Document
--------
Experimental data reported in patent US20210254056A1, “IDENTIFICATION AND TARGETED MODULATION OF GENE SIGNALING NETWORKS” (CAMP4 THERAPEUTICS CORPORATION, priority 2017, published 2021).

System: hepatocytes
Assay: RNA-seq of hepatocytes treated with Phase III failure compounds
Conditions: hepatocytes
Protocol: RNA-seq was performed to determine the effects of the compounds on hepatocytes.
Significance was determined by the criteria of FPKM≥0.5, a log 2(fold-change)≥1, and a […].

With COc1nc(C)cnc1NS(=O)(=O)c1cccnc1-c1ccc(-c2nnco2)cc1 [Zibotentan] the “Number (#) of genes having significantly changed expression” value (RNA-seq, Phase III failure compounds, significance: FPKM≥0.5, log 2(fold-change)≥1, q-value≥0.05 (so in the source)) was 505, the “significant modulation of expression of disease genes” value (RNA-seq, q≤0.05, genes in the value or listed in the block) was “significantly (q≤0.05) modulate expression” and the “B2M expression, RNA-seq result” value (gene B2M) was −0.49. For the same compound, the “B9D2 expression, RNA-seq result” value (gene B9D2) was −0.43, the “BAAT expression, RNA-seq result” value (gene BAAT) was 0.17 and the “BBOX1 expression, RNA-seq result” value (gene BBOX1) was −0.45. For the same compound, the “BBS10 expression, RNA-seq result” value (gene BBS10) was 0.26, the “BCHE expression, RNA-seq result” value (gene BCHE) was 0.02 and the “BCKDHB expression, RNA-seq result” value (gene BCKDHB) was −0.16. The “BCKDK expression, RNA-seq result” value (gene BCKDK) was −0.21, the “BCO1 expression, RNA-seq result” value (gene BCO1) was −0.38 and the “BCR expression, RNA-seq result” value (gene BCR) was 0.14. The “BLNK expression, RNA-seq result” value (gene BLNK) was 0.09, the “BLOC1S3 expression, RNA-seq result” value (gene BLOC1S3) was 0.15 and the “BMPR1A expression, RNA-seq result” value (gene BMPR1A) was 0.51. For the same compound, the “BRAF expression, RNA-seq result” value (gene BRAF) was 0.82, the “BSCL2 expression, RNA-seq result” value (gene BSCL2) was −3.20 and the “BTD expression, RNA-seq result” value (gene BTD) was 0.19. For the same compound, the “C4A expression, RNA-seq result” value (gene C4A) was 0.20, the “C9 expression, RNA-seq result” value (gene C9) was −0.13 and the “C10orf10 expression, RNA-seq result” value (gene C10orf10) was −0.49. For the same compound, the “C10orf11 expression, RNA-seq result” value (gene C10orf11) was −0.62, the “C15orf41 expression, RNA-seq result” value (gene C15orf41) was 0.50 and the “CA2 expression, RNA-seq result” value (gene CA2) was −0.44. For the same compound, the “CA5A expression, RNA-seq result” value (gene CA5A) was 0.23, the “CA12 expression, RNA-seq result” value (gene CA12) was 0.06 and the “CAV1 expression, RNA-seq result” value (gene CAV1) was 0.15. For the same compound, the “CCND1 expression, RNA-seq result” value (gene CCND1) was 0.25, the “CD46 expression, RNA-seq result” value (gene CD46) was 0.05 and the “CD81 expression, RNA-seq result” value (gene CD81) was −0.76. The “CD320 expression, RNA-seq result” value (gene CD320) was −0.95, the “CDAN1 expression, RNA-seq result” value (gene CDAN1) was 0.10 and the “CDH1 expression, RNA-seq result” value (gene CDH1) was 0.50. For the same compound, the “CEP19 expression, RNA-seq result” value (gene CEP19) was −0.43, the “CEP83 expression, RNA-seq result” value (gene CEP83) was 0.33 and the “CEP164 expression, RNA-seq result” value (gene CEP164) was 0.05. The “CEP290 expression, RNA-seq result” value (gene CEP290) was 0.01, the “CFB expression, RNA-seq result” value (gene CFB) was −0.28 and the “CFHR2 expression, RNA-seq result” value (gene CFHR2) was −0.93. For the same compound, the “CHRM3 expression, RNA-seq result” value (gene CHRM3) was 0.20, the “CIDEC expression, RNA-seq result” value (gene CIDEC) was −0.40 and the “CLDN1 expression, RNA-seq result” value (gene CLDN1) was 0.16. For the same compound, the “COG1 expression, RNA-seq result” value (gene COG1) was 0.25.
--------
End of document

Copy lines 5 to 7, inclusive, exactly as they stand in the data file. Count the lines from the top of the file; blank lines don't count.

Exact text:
Protocol: RNA-seq was performed to determine the effects of the compounds on hepatocytes.
Significance was determined by the criteria of FPKM≥0.5, a log 2(fold-change)≥1, and a […].

With COc1nc(C)cnc1NS(=O)(=O)c1cccnc1-c1ccc(-c2nnco2)cc1 [Zibotentan] the “Number (#) of genes having significantly changed expression” value (RNA-seq, Phase III failure compounds, significance: FPKM≥0.5, log 2(fold-change)≥1, q-value≥0.05 (so in the source)) was 505, the “significant modulation of expression of disease genes” value (RNA-seq, q≤0.05, genes in the value or listed in the block) was “significantly (q≤0.05) modulate expression” and the “B2M expression, RNA-seq result” value (gene B2M) was −0.49. For the same compound, the “B9D2 expression, RNA-seq result” value (gene B9D2) was −0.43, the “BAAT expression, RNA-seq result” value (gene BAAT) was 0.17 and the “BBOX1 expression, RNA-seq result” value (gene BBOX1) was −0.45. For the same compound, the “BBS10 expression, RNA-seq result” value (gene BBS10) was 0.26, the “BCHE expression, RNA-seq result” value (gene BCHE) was 0.02 and the “BCKDHB expression, RNA-seq result” value (gene BCKDHB) was −0.16. The “BCKDK expression, RNA-seq result” value (gene BCKDK) was −0.21, the “BCO1 expression, RNA-seq result” value (gene BCO1) was −0.38 and the “BCR expression, RNA-seq result” value (gene BCR) was 0.14. The “BLNK expression, RNA-seq result” value (gene BLNK) was 0.09, the “BLOC1S3 expression, RNA-seq result” value (gene BLOC1S3) was 0.15 and the “BMPR1A expression, RNA-seq result” value (gene BMPR1A) was 0.51. For the same compound, the “BRAF expression, RNA-seq result” value (gene BRAF) was 0.82, the “BSCL2 expression, RNA-seq result” value (gene BSCL2) was −3.20 and the “BTD expression, RNA-seq result” value (gene BTD) was 0.19. For the same compound, the “C4A expression, RNA-seq result” value (gene C4A) was 0.20, the “C9 expression, RNA-seq result” value (gene C9) was −0.13 and the “C10orf10 expression, RNA-seq result” value (gene C10orf10) was −0.49. For the same compound, the “C10orf11 expression, RNA-seq result” value (gene C10orf11) was −0.62, the “C15orf41 expression, RNA-seq result” value (gene C15orf41) was 0.50 and the “CA2 expression, RNA-seq result” value (gene CA2) was −0.44. For the same compound, the “CA5A expression, RNA-seq result” value (gene CA5A) was 0.23, the “CA12 expression, RNA-seq result” value (gene CA12) was 0.06 and the “CAV1 expression, RNA-seq result” value (gene CAV1) was 0.15. For the same compound, the “CCND1 expression, RNA-seq result” value (gene CCND1) was 0.25, the “CD46 expression, RNA-seq result” value (gene CD46) was 0.05 and the “CD81 expression, RNA-seq result” value (gene CD81) was −0.76. The “CD320 expression, RNA-seq result” value (gene CD320) was −0.95, the “CDAN1 expression, RNA-seq result” value (gene CDAN1) was 0.10 and the “CDH1 expression, RNA-seq result” value (gene CDH1) was 0.50. For the same compound, the “CEP19 expression, RNA-seq result” value (gene CEP19) was −0.43, the “CEP83 expression, RNA-seq result” value (gene CEP83) was 0.33 and the “CEP164 expression, RNA-seq result” value (gene CEP164) was 0.05. The “CEP290 expression, RNA-seq result” value (gene CEP290) was 0.01, the “CFB expression, RNA-seq result” value (gene CFB) was −0.28 and the “CFHR2 expression, RNA-seq result” value (gene CFHR2) was −0.93. For the same compound, the “CHRM3 expression, RNA-seq result” value (gene CHRM3) was 0.20, the “CIDEC expression, RNA-seq result” value (gene CIDEC) was −0.40 and the “CLDN1 expression, RNA-seq result” value (gene CLDN1) was 0.16. For the same compound, the “COG1 expression, RNA-seq result” value (gene COG1) was 0.25.